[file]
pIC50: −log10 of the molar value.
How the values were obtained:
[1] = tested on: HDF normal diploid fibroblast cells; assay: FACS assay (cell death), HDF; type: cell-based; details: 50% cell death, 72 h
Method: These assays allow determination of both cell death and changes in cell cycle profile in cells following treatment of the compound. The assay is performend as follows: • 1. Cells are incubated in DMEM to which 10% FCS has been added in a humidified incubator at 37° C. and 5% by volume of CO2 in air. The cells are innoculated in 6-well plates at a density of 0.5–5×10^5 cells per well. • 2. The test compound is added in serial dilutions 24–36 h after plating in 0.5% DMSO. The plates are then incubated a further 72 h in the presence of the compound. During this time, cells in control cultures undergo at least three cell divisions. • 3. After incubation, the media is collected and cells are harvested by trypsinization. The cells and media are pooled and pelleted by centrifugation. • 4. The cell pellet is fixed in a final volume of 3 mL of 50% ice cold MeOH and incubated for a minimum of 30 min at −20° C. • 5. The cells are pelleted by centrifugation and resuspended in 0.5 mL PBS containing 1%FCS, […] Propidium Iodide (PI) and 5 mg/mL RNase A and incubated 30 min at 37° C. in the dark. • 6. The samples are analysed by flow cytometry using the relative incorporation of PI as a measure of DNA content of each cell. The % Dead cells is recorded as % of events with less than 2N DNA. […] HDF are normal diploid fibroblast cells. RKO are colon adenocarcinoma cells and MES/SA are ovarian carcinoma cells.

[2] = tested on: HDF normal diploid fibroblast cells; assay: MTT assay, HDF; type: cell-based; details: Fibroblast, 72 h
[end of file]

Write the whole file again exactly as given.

pIC50: −log10 of the molar value.
How the values were obtained:
[1] = tested on: HDF normal diploid fibroblast cells; assay: FACS assay (cell death), HDF; type: cell-based; details: 50% cell death, 72 h
Method: These assays allow determination of both cell death and changes in cell cycle profile in cells following treatment of the compound. The assay is performend as follows: • 1. Cells are incubated in DMEM to which 10% FCS has been added in a humidified incubator at 37° C. and 5% by volume of CO2 in air. The cells are innoculated in 6-well plates at a density of 0.5–5×10^5 cells per well. • 2. The test compound is added in serial dilutions 24–36 h after plating in 0.5% DMSO. The plates are then incubated a further 72 h in the presence of the compound. During this time, cells in control cultures undergo at least three cell divisions. • 3. After incubation, the media is collected and cells are harvested by trypsinization. The cells and media are pooled and pelleted by centrifugation. • 4. The cell pellet is fixed in a final volume of 3 mL of 50% ice cold MeOH and incubated for a minimum of 30 min at −20° C. • 5. The cells are pelleted by centrifugation and resuspended in 0.5 mL PBS containing 1%FCS, […] Propidium Iodide (PI) and 5 mg/mL RNase A and incubated 30 min at 37° C. in the dark. • 6. The samples are analysed by flow cytometry using the relative incorporation of PI as a measure of DNA content of each cell. The % Dead cells is recorded as % of events with less than 2N DNA. […] HDF are normal diploid fibroblast cells. RKO are colon adenocarcinoma cells and MES/SA are ovarian carcinoma cells.

[2] = tested on: HDF normal diploid fibroblast cells; assay: MTT assay, HDF; type: cell-based; details: Fibroblast, 72 h